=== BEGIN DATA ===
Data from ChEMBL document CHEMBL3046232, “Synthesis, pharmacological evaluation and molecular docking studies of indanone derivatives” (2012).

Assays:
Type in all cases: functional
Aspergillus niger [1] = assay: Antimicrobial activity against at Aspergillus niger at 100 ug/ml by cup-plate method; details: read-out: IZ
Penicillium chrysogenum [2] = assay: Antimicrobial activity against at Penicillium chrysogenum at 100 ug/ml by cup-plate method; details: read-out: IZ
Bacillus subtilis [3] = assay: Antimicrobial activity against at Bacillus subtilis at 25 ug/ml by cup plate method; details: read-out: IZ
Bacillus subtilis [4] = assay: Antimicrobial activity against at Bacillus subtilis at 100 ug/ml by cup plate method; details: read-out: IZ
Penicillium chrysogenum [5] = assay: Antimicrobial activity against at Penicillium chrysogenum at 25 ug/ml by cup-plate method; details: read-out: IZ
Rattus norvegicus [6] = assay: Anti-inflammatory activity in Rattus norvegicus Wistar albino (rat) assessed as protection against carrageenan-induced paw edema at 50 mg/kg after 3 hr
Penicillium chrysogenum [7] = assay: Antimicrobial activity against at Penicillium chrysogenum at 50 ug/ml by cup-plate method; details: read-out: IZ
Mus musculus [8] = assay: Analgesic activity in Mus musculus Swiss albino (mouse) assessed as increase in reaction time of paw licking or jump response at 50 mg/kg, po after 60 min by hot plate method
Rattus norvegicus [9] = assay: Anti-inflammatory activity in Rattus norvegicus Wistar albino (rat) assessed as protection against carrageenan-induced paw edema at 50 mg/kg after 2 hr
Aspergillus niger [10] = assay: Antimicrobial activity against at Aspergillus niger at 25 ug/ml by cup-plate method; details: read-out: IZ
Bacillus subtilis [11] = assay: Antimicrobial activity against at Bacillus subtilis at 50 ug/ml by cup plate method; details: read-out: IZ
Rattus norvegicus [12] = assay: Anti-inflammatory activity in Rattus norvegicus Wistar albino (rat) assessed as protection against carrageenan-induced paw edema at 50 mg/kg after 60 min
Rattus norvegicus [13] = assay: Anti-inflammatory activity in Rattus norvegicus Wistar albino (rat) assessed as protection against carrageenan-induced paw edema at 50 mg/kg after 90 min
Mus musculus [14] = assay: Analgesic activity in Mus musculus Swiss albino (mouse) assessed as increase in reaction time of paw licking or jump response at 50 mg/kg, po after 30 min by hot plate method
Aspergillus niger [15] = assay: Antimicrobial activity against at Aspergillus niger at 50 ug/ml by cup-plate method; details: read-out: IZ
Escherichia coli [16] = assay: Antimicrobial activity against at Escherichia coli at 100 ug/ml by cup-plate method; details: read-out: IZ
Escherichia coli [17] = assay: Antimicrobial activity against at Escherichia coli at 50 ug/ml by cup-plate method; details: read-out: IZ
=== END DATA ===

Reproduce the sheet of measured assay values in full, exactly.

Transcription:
Data from ChEMBL document CHEMBL3046232, “Synthesis, pharmacological evaluation and molecular docking studies of indanone derivatives” (2012).

Assays:
Type in all cases: functional
Aspergillus niger [1] = assay: Antimicrobial activity against at Aspergillus niger at 100 ug/ml by cup-plate method; details: read-out: IZ
Penicillium chrysogenum [2] = assay: Antimicrobial activity against at Penicillium chrysogenum at 100 ug/ml by cup-plate method; details: read-out: IZ
Bacillus subtilis [3] = assay: Antimicrobial activity against at Bacillus subtilis at 25 ug/ml by cup plate method; details: read-out: IZ
Bacillus subtilis [4] = assay: Antimicrobial activity against at Bacillus subtilis at 100 ug/ml by cup plate method; details: read-out: IZ
Penicillium chrysogenum [5] = assay: Antimicrobial activity against at Penicillium chrysogenum at 25 ug/ml by cup-plate method; details: read-out: IZ
Rattus norvegicus [6] = assay: Anti-inflammatory activity in Rattus norvegicus Wistar albino (rat) assessed as protection against carrageenan-induced paw edema at 50 mg/kg after 3 hr
Penicillium chrysogenum [7] = assay: Antimicrobial activity against at Penicillium chrysogenum at 50 ug/ml by cup-plate method; details: read-out: IZ
Mus musculus [8] = assay: Analgesic activity in Mus musculus Swiss albino (mouse) assessed as increase in reaction time of paw licking or jump response at 50 mg/kg, po after 60 min by hot plate method
Rattus norvegicus [9] = assay: Anti-inflammatory activity in Rattus norvegicus Wistar albino (rat) assessed as protection against carrageenan-induced paw edema at 50 mg/kg after 2 hr
Aspergillus niger [10] = assay: Antimicrobial activity against at Aspergillus niger at 25 ug/ml by cup-plate method; details: read-out: IZ
Bacillus subtilis [11] = assay: Antimicrobial activity against at Bacillus subtilis at 50 ug/ml by cup plate method; details: read-out: IZ
Rattus norvegicus [12] = assay: Anti-inflammatory activity in Rattus norvegicus Wistar albino (rat) assessed as protection against carrageenan-induced paw edema at 50 mg/kg after 60 min
Rattus norvegicus [13] = assay: Anti-inflammatory activity in Rattus norvegicus Wistar albino (rat) assessed as protection against carrageenan-induced paw edema at 50 mg/kg after 90 min
Mus musculus [14] = assay: Analgesic activity in Mus musculus Swiss albino (mouse) assessed as increase in reaction time of paw licking or jump response at 50 mg/kg, po after 30 min by hot plate method
Aspergillus niger [15] = assay: Antimicrobial activity against at Aspergillus niger at 50 ug/ml by cup-plate method; details: read-out: IZ
Escherichia coli [16] = assay: Antimicrobial activity against at Escherichia coli at 100 ug/ml by cup-plate method; details: read-out: IZ
Escherichia coli [17] = assay: Antimicrobial activity against at Escherichia coli at 50 ug/ml by cup-plate method; details: read-out: IZ